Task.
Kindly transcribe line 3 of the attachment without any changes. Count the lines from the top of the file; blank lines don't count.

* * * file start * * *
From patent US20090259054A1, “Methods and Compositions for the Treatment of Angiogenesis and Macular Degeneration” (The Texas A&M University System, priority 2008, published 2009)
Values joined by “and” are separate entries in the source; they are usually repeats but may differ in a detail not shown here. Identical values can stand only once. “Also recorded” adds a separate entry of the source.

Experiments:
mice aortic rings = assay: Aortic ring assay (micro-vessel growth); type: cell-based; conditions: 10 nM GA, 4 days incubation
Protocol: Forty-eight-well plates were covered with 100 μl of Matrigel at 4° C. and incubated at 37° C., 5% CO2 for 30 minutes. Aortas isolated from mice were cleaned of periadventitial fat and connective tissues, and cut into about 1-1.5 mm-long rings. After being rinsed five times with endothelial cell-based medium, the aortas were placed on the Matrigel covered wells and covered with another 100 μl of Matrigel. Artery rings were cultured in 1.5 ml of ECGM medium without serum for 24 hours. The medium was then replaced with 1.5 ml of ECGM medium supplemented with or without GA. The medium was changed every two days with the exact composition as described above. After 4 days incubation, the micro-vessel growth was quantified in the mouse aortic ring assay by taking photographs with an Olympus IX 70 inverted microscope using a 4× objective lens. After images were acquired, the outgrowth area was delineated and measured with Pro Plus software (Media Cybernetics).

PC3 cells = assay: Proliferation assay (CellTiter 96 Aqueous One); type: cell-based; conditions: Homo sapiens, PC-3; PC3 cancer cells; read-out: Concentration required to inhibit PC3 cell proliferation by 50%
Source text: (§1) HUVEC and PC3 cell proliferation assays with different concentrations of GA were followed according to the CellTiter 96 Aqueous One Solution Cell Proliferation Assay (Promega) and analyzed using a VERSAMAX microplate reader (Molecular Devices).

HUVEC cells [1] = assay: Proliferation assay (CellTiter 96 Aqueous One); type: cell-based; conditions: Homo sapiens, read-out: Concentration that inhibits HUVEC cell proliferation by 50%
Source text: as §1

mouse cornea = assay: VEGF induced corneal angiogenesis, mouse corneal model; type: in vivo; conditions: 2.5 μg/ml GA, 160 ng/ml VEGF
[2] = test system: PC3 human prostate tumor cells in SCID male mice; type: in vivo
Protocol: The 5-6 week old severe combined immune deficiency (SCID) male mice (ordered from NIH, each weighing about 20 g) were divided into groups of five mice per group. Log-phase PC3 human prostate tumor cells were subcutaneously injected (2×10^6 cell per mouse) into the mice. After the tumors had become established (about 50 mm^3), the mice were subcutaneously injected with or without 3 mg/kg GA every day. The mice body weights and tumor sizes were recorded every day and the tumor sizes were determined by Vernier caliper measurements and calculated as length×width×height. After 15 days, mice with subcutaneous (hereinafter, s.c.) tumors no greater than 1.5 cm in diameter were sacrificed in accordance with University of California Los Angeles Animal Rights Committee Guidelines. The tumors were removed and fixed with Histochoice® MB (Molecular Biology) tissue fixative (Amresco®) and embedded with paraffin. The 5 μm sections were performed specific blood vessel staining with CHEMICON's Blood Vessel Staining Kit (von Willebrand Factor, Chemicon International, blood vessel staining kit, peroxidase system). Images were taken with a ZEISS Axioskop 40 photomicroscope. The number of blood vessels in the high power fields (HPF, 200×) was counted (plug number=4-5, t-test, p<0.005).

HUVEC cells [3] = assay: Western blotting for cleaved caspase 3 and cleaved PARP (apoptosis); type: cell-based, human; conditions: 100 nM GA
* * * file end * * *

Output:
Experiments: